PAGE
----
This injustice is avoidable. First, changing the way we analyze our personal prejudices and pointing out others', we will learn to recognize these hidden signs of discrimination.

Second, moving toward a more sustainable world will make it possible for all people to live in clean, environmentally sound world area, regardless of race or social class.

To solve the matter, it is essential to address it.

If we ignore the problem, we become part of the problem.

Report this Content
This article has not been reviewed by Odyssey HQ and solely reflects the ideas and opinions of the creator.
Featured

Panic! At The Disco Announces Breakup After 19 Years

Band Makes Breakup Announcement Official: 'Will Be No More'

5327
panic at the disco

It's the end of an era. Originally formed in 2004 by friends in Las Vegas, Panic! At The Disco is no more.

Brendon Urie announced on Instagram that the band will be coming to an end after the upcoming Europe tour. He said that he and his wife are expecting a baby, and the life change weighed heavily in his mind to come to this decision. "Sometimes a journey must end for a new one to begin," he said.

Keep Reading... Show less
Content Inspiration

Top 3 Response Articles of This Week

Odyssey's response writer community is growing- read what our new writers have to say!

10258
https://www.pexels.com/photo/person-writing-on-white-book-1043514/
https://www.pexels.com/photo/person-typing-on-type...

Each week, more response writers are joining the Odyssey community. We're excited to spotlight their voices on as they engage in constructive dialogue with our community. Here are the top three response articles of last week:

Keep Reading... Show less
Featured

To Mom

There are days when you just need your mom

20532
To Mom

There really is no way to prepare yourself for the loss of someone. Imagine that someone being the one who carried you for 9th months in their belly, taught you how to walk, fought with you about little things that only a mother and daughter relationship could understand. You can have a countless number of father figures in your life, but really as my mom always said, " you only get one mom."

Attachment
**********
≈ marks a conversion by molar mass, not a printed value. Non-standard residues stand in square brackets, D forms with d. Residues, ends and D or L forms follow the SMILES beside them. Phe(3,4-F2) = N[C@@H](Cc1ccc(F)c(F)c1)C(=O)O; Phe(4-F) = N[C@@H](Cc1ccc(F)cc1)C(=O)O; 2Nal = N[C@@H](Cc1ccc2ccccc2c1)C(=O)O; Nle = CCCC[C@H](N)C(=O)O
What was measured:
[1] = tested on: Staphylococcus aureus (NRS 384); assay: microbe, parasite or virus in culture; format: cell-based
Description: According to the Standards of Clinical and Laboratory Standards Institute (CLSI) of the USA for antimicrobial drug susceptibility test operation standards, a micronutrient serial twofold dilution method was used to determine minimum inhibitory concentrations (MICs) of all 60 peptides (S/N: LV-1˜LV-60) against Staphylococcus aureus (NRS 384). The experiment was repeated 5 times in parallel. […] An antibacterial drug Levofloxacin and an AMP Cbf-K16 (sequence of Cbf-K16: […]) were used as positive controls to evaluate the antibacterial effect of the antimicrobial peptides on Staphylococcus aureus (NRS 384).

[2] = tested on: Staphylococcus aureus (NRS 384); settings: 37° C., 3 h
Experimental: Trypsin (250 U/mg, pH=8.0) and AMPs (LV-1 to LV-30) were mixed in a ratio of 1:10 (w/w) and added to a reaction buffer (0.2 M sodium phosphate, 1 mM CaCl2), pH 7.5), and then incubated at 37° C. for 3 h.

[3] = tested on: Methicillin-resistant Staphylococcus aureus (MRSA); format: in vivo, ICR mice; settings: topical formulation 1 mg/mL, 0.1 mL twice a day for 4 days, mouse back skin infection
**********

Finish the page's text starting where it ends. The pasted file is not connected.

Keep Reading... Show less
Swoon

The Way People In Society are Dating is Why I Don't Date

I need someone to show that they want me for me, not that they're using me to chase the idea of being in a relationship.

21854
The Way People In Society are Dating is Why I Don't Date
rawpixel

You hear your phone go off. He's asking you to hang out. Then, of course, you get the advice of your friends to decipher this text. Is it just hanging out or is it more than hanging out? You've probably done this at least once in your life or at least seen a tweet where someone posted their screenshots with a potential love interest.

Keep Reading... Show less
Student Life

Winter Break As Told By 'Friends'

Is a month at home too much to handle?

13927

If you're anything like me, winter break is a much-needed light at the end of the tunnel after a long, stressful semester. Working hard for 15 weeks can really take a toll on a person mentally, physically AND emotionally. It's a nice change of pace to be back at home with your family and friends, but after a couple weeks, it can get, well... boring.

Keep Reading... Show less

Subscribe to Our Newsletter

Facebook Comments